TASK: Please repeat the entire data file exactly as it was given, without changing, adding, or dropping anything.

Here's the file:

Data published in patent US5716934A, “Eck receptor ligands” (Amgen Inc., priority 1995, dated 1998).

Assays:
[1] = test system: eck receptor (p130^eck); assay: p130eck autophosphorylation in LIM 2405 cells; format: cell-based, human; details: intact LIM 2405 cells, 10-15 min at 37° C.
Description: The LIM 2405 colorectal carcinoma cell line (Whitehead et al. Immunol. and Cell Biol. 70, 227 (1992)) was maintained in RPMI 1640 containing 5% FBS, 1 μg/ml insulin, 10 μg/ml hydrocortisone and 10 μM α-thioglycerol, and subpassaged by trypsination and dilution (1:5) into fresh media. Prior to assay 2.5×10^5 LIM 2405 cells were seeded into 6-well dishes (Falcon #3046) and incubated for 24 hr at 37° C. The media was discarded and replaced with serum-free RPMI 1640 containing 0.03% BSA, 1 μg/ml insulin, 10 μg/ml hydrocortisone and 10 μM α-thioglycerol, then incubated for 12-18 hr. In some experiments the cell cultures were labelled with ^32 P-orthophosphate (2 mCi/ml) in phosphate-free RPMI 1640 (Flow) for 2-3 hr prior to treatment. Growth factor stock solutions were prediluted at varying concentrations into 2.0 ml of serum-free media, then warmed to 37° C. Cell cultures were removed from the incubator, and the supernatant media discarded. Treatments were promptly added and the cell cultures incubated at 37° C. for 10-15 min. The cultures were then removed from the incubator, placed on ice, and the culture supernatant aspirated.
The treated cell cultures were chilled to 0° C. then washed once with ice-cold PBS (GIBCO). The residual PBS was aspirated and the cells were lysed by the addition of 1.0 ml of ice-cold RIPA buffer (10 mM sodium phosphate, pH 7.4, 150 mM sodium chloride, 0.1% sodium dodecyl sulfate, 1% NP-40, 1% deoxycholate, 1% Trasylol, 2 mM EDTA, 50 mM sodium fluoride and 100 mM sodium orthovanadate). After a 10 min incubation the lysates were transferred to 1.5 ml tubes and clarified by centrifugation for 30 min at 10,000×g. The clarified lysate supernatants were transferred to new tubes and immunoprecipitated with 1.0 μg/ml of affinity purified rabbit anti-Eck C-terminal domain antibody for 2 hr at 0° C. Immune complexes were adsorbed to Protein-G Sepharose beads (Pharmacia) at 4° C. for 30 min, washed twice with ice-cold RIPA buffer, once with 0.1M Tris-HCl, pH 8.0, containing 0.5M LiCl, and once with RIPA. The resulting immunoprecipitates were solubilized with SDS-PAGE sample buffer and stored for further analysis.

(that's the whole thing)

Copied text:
Data published in patent US5716934A, “Eck receptor ligands” (Amgen Inc., priority 1995, dated 1998).

Assays:
[1] = test system: eck receptor (p130^eck); assay: p130eck autophosphorylation in LIM 2405 cells; format: cell-based, human; details: intact LIM 2405 cells, 10-15 min at 37° C.
Description: The LIM 2405 colorectal carcinoma cell line (Whitehead et al. Immunol. and Cell Biol. 70, 227 (1992)) was maintained in RPMI 1640 containing 5% FBS, 1 μg/ml insulin, 10 μg/ml hydrocortisone and 10 μM α-thioglycerol, and subpassaged by trypsination and dilution (1:5) into fresh media. Prior to assay 2.5×10^5 LIM 2405 cells were seeded into 6-well dishes (Falcon #3046) and incubated for 24 hr at 37° C. The media was discarded and replaced with serum-free RPMI 1640 containing 0.03% BSA, 1 μg/ml insulin, 10 μg/ml hydrocortisone and 10 μM α-thioglycerol, then incubated for 12-18 hr. In some experiments the cell cultures were labelled with ^32 P-orthophosphate (2 mCi/ml) in phosphate-free RPMI 1640 (Flow) for 2-3 hr prior to treatment. Growth factor stock solutions were prediluted at varying concentrations into 2.0 ml of serum-free media, then warmed to 37° C. Cell cultures were removed from the incubator, and the supernatant media discarded. Treatments were promptly added and the cell cultures incubated at 37° C. for 10-15 min. The cultures were then removed from the incubator, placed on ice, and the culture supernatant aspirated.
The treated cell cultures were chilled to 0° C. then washed once with ice-cold PBS (GIBCO). The residual PBS was aspirated and the cells were lysed by the addition of 1.0 ml of ice-cold RIPA buffer (10 mM sodium phosphate, pH 7.4, 150 mM sodium chloride, 0.1% sodium dodecyl sulfate, 1% NP-40, 1% deoxycholate, 1% Trasylol, 2 mM EDTA, 50 mM sodium fluoride and 100 mM sodium orthovanadate). After a 10 min incubation the lysates were transferred to 1.5 ml tubes and clarified by centrifugation for 30 min at 10,000×g. The clarified lysate supernatants were transferred to new tubes and immunoprecipitated with 1.0 μg/ml of affinity purified rabbit anti-Eck C-terminal domain antibody for 2 hr at 0° C. Immune complexes were adsorbed to Protein-G Sepharose beads (Pharmacia) at 4° C. for 30 min, washed twice with ice-cold RIPA buffer, once with 0.1M Tris-HCl, pH 8.0, containing 0.5M LiCl, and once with RIPA. The resulting immunoprecipitates were solubilized with SDS-PAGE sample buffer and stored for further analysis.